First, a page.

Route::get('/square/{number?}', function($number = 2) {
  echo $number * $number.
  "<br>";
}) -> where('number', '[0-9]+');

In the above snippet, I defined a regular expression for our route’s number. Now if a user try to route to /square/string, system will display a NotFoundHttpException.

Naming Your Routes

A common convention in Laravel is naming routes which allows you to easily reference the name of the route, and avoid hard-coding URIs in templates. It is very useful: for example if you want to redirect a user from one route to another, you do not need to define the full redirect URL. Rather, you can just give its name and the code will work! You can define the name of the route by using the name method in the route instance

Route::get('/square/{number?}', function($number = 2) {
  echo $number * $number.
  "<br>";
}) -> name('square');

Thus, we could generate the URL for this route through:

$url = route('square');

Similarly, for redirecting to this URL, the proper syntax would be:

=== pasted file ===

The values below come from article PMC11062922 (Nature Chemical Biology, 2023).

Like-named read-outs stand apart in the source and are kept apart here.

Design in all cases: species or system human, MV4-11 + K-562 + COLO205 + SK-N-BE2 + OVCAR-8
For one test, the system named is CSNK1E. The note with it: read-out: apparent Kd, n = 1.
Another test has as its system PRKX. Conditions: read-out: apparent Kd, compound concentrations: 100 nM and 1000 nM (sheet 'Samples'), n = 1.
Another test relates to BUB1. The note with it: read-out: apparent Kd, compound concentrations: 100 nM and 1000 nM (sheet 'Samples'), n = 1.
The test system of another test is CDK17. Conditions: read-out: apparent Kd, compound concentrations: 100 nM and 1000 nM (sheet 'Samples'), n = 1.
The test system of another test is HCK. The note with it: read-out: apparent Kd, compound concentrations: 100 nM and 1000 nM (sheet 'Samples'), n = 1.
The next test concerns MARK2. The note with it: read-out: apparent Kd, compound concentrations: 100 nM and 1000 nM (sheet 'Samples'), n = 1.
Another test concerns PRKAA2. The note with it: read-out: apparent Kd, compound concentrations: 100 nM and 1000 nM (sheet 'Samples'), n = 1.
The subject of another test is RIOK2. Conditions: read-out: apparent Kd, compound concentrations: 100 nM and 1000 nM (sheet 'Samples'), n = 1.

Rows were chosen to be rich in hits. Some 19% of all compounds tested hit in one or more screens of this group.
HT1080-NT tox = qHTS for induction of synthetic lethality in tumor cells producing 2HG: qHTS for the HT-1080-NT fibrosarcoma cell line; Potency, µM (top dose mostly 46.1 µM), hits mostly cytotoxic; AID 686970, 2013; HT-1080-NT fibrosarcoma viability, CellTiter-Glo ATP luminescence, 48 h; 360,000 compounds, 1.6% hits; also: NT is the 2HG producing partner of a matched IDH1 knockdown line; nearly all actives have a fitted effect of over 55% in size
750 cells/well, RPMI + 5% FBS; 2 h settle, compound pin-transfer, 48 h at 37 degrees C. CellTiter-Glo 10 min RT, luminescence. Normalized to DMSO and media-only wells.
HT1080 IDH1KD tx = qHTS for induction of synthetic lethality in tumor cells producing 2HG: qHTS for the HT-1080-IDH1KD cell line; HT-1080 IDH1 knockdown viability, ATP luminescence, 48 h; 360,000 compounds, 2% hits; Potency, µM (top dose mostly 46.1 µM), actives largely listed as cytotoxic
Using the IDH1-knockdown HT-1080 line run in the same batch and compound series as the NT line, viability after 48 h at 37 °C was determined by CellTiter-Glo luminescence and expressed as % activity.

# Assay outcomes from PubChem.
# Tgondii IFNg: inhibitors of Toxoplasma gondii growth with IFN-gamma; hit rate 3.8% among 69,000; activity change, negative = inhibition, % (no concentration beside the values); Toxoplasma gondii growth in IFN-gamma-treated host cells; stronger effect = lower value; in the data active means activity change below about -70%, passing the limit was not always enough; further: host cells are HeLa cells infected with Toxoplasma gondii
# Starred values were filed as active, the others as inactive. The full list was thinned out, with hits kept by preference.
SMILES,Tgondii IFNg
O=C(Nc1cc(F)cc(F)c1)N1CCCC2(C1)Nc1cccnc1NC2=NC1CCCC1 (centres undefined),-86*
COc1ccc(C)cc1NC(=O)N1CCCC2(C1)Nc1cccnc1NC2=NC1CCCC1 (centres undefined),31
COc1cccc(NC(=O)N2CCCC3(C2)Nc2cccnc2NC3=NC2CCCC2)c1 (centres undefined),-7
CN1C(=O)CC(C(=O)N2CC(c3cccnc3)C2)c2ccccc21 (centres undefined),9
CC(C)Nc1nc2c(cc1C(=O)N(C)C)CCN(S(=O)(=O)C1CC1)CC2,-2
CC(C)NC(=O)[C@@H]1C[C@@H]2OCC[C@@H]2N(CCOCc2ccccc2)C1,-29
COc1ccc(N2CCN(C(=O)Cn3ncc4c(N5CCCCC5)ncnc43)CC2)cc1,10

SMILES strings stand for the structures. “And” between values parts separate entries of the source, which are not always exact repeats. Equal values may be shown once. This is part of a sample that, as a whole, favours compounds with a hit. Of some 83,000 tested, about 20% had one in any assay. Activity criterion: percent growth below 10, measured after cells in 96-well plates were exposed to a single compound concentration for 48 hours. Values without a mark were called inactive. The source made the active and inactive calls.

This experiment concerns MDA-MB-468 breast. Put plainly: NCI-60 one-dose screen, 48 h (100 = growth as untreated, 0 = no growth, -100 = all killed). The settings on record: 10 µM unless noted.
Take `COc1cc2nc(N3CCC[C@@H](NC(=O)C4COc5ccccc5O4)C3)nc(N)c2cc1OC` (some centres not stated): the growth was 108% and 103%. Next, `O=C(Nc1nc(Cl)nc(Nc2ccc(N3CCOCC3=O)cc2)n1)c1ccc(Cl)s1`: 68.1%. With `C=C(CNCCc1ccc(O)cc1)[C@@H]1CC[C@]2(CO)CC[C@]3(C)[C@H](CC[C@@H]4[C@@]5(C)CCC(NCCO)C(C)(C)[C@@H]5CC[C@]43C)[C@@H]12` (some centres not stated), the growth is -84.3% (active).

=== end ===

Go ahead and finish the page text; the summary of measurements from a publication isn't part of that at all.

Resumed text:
return redirect()->route('square');

Route Groups

Route groups allow you to share route properties, such as prefixes or middlewares, across a many routes without needing to define those properties on each individual route. Shared attributes are specified in an array format as the first parameter to the Route::group  method.

Route::group(function() {
  Route::get('/square/{number?}', function($number = 2) {
    echo $number * $number.
    "<br>";
  }) - > name('square');
  Route::get('/factorial/{number?}', function($number = 0) {
    $factorial = 1;
    for ($i = $number; $i >= 1; $i--) {
      $factorial *= $i;
    }
    echo "Factorial of $number is $factorial";
  }) - > name('factorial');
});

Once we have a group of routes, any method we chain to the group will be applied to all the routes inside that group. For example, we can add a prefix to a group of routes like so,